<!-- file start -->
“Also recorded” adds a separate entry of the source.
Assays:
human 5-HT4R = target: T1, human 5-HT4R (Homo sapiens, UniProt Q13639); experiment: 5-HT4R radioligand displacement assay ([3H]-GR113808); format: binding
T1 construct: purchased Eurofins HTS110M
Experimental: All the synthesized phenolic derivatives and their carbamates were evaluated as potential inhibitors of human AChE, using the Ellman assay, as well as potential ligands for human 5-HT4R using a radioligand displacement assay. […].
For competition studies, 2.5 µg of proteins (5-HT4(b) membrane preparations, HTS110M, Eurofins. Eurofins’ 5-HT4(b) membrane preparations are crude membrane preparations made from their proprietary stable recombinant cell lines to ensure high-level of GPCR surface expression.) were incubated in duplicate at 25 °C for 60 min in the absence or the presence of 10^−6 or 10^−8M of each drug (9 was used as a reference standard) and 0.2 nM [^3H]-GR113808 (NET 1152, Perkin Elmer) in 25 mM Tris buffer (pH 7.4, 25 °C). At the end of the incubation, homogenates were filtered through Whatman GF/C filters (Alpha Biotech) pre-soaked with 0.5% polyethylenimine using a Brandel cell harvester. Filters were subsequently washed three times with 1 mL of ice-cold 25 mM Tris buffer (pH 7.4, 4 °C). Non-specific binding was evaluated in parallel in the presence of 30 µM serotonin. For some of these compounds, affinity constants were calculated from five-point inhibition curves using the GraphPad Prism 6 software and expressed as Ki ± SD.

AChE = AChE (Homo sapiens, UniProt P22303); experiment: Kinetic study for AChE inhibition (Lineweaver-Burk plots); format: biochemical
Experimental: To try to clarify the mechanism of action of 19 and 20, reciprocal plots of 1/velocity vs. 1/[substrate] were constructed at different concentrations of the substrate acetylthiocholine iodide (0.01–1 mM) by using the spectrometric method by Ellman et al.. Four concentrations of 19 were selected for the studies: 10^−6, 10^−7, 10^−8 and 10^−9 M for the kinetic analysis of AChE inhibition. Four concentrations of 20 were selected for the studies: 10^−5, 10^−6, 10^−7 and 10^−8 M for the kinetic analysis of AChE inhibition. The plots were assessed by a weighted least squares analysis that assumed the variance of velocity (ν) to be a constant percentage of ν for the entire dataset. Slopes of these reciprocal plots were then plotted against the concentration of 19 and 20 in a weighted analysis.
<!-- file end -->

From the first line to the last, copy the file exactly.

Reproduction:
“Also recorded” adds a separate entry of the source.
Assays:
human 5-HT4R = target: T1, human 5-HT4R (Homo sapiens, UniProt Q13639); experiment: 5-HT4R radioligand displacement assay ([3H]-GR113808); format: binding
T1 construct: purchased Eurofins HTS110M
Experimental: All the synthesized phenolic derivatives and their carbamates were evaluated as potential inhibitors of human AChE, using the Ellman assay, as well as potential ligands for human 5-HT4R using a radioligand displacement assay. […].
For competition studies, 2.5 µg of proteins (5-HT4(b) membrane preparations, HTS110M, Eurofins. Eurofins’ 5-HT4(b) membrane preparations are crude membrane preparations made from their proprietary stable recombinant cell lines to ensure high-level of GPCR surface expression.) were incubated in duplicate at 25 °C for 60 min in the absence or the presence of 10^−6 or 10^−8M of each drug (9 was used as a reference standard) and 0.2 nM [^3H]-GR113808 (NET 1152, Perkin Elmer) in 25 mM Tris buffer (pH 7.4, 25 °C). At the end of the incubation, homogenates were filtered through Whatman GF/C filters (Alpha Biotech) pre-soaked with 0.5% polyethylenimine using a Brandel cell harvester. Filters were subsequently washed three times with 1 mL of ice-cold 25 mM Tris buffer (pH 7.4, 4 °C). Non-specific binding was evaluated in parallel in the presence of 30 µM serotonin. For some of these compounds, affinity constants were calculated from five-point inhibition curves using the GraphPad Prism 6 software and expressed as Ki ± SD.

AChE = AChE (Homo sapiens, UniProt P22303); experiment: Kinetic study for AChE inhibition (Lineweaver-Burk plots); format: biochemical
Experimental: To try to clarify the mechanism of action of 19 and 20, reciprocal plots of 1/velocity vs. 1/[substrate] were constructed at different concentrations of the substrate acetylthiocholine iodide (0.01–1 mM) by using the spectrometric method by Ellman et al.. Four concentrations of 19 were selected for the studies: 10^−6, 10^−7, 10^−8 and 10^−9 M for the kinetic analysis of AChE inhibition. Four concentrations of 20 were selected for the studies: 10^−5, 10^−6, 10^−7 and 10^−8 M for the kinetic analysis of AChE inhibition. The plots were assessed by a weighted least squares analysis that assumed the variance of velocity (ν) to be a constant percentage of ν for the entire dataset. Slopes of these reciprocal plots were then plotted against the concentration of 19 and 20 in a weighted analysis.